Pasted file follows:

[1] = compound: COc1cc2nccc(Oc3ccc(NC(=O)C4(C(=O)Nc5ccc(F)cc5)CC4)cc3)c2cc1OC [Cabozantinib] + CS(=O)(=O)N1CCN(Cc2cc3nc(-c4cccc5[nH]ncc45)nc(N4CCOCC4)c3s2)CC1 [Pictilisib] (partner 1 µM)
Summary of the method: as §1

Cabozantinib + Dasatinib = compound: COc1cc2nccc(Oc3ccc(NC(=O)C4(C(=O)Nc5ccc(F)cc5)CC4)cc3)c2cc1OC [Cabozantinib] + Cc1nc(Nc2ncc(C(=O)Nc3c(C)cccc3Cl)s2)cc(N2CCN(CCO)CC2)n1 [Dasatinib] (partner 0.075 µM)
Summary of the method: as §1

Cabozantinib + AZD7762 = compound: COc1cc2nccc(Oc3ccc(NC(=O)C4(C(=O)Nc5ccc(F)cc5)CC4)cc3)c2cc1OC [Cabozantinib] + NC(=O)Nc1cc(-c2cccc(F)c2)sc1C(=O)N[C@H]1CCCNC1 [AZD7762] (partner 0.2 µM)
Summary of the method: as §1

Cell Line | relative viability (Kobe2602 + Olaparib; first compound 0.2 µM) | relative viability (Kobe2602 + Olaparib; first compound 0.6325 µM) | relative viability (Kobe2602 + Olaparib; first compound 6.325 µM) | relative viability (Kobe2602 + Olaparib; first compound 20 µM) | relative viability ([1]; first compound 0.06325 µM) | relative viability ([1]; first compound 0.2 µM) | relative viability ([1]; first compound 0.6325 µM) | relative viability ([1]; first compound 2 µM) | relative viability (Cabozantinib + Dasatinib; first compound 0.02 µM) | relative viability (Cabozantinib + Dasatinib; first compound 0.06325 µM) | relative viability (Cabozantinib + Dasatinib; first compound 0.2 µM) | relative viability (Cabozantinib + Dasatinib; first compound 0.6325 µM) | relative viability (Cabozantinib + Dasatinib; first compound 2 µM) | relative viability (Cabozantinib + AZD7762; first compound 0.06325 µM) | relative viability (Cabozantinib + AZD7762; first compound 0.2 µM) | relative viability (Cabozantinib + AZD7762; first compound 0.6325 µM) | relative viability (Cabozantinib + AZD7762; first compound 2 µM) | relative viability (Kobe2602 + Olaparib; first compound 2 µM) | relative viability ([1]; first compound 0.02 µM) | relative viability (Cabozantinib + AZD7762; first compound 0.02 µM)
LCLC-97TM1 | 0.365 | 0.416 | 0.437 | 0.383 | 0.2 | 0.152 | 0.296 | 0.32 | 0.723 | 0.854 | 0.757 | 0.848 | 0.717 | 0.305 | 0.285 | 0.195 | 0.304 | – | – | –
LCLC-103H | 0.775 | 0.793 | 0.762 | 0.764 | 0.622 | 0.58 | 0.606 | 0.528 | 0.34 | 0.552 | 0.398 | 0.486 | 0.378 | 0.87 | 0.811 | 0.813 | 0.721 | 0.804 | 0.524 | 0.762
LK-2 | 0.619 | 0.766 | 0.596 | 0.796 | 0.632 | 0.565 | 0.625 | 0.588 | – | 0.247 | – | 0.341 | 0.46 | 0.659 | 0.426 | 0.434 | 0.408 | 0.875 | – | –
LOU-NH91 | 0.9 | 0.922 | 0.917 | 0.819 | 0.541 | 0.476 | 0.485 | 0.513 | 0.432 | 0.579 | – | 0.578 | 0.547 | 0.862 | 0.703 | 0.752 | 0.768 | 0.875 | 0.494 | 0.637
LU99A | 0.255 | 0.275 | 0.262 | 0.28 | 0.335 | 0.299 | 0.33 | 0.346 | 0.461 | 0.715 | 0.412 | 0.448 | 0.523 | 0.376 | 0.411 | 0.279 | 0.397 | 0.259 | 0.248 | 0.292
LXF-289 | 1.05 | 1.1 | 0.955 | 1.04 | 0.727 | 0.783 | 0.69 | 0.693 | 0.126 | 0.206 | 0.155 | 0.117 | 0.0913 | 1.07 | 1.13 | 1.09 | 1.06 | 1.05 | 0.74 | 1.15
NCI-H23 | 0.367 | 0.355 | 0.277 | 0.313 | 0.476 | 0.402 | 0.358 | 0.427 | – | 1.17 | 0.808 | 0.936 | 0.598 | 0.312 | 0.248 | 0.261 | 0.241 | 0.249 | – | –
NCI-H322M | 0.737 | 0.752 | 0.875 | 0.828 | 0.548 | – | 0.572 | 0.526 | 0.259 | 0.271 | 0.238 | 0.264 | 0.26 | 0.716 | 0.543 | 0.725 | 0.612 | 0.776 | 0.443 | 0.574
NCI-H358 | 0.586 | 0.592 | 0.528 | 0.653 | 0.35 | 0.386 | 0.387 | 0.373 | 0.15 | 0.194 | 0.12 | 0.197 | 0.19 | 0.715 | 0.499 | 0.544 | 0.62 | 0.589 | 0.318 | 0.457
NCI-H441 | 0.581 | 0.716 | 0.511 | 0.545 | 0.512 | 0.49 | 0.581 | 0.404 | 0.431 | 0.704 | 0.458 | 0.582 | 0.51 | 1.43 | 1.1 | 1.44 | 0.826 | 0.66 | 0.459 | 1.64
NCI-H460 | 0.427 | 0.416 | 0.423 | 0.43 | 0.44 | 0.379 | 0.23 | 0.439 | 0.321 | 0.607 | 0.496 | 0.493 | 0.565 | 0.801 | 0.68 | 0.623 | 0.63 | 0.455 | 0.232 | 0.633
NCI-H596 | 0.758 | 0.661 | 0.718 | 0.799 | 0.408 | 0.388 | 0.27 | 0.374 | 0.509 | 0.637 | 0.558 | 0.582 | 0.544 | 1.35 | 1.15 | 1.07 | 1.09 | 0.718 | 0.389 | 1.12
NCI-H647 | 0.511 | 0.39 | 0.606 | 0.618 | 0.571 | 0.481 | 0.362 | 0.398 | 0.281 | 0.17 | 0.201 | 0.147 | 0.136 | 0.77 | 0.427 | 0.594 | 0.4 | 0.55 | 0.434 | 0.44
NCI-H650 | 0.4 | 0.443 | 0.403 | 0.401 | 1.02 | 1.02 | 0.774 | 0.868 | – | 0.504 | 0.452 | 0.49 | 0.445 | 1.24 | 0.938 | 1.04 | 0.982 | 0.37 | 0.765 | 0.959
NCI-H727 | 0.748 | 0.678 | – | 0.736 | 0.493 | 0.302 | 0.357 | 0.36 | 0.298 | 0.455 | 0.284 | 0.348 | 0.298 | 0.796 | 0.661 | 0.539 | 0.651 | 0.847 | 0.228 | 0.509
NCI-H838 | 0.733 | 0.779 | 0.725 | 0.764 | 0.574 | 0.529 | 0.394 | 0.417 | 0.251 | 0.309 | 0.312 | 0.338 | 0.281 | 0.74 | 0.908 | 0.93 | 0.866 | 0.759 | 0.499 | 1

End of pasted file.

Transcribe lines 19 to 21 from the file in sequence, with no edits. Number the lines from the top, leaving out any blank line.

NCI-H596 | 0.758 | 0.661 | 0.718 | 0.799 | 0.408 | 0.388 | 0.27 | 0.374 | 0.509 | 0.637 | 0.558 | 0.582 | 0.544 | 1.35 | 1.15 | 1.07 | 1.09 | 0.718 | 0.389 | 1.12
NCI-H647 | 0.511 | 0.39 | 0.606 | 0.618 | 0.571 | 0.481 | 0.362 | 0.398 | 0.281 | 0.17 | 0.201 | 0.147 | 0.136 | 0.77 | 0.427 | 0.594 | 0.4 | 0.55 | 0.434 | 0.44
NCI-H650 | 0.4 | 0.443 | 0.403 | 0.401 | 1.02 | 1.02 | 0.774 | 0.868 | – | 0.504 | 0.452 | 0.49 | 0.445 | 1.24 | 0.938 | 1.04 | 0.982 | 0.37 | 0.765 | 0.959